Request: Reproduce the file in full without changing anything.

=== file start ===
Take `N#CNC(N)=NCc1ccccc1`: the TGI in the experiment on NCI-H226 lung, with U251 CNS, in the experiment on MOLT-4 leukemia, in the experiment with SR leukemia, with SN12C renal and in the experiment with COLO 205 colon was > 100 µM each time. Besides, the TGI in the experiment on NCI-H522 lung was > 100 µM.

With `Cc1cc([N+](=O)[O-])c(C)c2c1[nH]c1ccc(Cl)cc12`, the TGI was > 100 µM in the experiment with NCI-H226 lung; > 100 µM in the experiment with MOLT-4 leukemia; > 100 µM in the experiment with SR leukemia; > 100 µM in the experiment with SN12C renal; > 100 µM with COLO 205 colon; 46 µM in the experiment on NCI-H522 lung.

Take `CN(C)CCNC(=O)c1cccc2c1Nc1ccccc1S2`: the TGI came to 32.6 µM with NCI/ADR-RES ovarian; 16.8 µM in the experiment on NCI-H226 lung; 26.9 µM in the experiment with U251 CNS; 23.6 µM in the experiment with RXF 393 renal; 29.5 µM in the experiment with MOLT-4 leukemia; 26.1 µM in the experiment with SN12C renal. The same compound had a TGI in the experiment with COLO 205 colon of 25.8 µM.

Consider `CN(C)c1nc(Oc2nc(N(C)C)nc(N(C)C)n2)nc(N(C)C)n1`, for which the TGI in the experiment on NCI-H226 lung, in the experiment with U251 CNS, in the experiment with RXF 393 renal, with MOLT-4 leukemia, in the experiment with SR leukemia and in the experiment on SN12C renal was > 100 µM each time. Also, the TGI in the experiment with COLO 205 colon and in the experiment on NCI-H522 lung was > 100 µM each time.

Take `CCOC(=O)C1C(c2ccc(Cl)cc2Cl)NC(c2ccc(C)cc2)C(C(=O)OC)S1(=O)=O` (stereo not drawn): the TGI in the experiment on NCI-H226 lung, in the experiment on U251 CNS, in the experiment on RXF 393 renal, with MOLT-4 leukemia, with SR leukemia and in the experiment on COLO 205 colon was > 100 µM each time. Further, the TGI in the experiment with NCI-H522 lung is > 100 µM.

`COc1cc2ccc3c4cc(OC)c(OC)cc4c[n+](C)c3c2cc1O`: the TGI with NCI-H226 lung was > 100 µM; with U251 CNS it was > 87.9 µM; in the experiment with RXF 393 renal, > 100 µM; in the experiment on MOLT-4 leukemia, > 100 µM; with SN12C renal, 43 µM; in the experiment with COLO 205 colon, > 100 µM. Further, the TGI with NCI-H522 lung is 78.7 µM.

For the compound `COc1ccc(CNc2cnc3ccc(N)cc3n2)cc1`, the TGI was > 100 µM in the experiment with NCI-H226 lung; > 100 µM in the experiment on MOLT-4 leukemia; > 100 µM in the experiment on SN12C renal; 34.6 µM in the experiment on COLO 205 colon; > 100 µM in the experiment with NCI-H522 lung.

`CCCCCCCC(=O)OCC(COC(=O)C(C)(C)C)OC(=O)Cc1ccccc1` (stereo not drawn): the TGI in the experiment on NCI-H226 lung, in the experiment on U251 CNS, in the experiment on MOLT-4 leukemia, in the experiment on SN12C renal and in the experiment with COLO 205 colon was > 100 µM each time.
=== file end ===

Take `N#CNC(N)=NCc1ccccc1`: the TGI in the experiment on NCI-H226 lung, with U251 CNS, in the experiment on MOLT-4 leukemia, in the experiment with SR leukemia, with SN12C renal and in the experiment with COLO 205 colon was > 100 µM each time. Besides, the TGI in the experiment on NCI-H522 lung was > 100 µM.

With `Cc1cc([N+](=O)[O-])c(C)c2c1[nH]c1ccc(Cl)cc12`, the TGI was > 100 µM in the experiment with NCI-H226 lung; > 100 µM in the experiment with MOLT-4 leukemia; > 100 µM in the experiment with SR leukemia; > 100 µM in the experiment with SN12C renal; > 100 µM with COLO 205 colon; 46 µM in the experiment on NCI-H522 lung.

Take `CN(C)CCNC(=O)c1cccc2c1Nc1ccccc1S2`: the TGI came to 32.6 µM with NCI/ADR-RES ovarian; 16.8 µM in the experiment on NCI-H226 lung; 26.9 µM in the experiment with U251 CNS; 23.6 µM in the experiment with RXF 393 renal; 29.5 µM in the experiment with MOLT-4 leukemia; 26.1 µM in the experiment with SN12C renal. The same compound had a TGI in the experiment with COLO 205 colon of 25.8 µM.

Consider `CN(C)c1nc(Oc2nc(N(C)C)nc(N(C)C)n2)nc(N(C)C)n1`, for which the TGI in the experiment on NCI-H226 lung, in the experiment with U251 CNS, in the experiment with RXF 393 renal, with MOLT-4 leukemia, in the experiment with SR leukemia and in the experiment on SN12C renal was > 100 µM each time. Also, the TGI in the experiment with COLO 205 colon and in the experiment on NCI-H522 lung was > 100 µM each time.

Take `CCOC(=O)C1C(c2ccc(Cl)cc2Cl)NC(c2ccc(C)cc2)C(C(=O)OC)S1(=O)=O` (stereo not drawn): the TGI in the experiment on NCI-H226 lung, in the experiment on U251 CNS, in the experiment on RXF 393 renal, with MOLT-4 leukemia, with SR leukemia and in the experiment on COLO 205 colon was > 100 µM each time. Further, the TGI in the experiment with NCI-H522 lung is > 100 µM.

`COc1cc2ccc3c4cc(OC)c(OC)cc4c[n+](C)c3c2cc1O`: the TGI with NCI-H226 lung was > 100 µM; with U251 CNS it was > 87.9 µM; in the experiment with RXF 393 renal, > 100 µM; in the experiment on MOLT-4 leukemia, > 100 µM; with SN12C renal, 43 µM; in the experiment with COLO 205 colon, > 100 µM. Further, the TGI with NCI-H522 lung is 78.7 µM.

For the compound `COc1ccc(CNc2cnc3ccc(N)cc3n2)cc1`, the TGI was > 100 µM in the experiment with NCI-H226 lung; > 100 µM in the experiment on MOLT-4 leukemia; > 100 µM in the experiment on SN12C renal; 34.6 µM in the experiment on COLO 205 colon; > 100 µM in the experiment with NCI-H522 lung.

`CCCCCCCC(=O)OCC(COC(=O)C(C)(C)C)OC(=O)Cc1ccccc1` (stereo not drawn): the TGI in the experiment on NCI-H226 lung, in the experiment on U251 CNS, in the experiment on MOLT-4 leukemia, in the experiment on SN12C renal and in the experiment with COLO 205 colon was > 100 µM each time.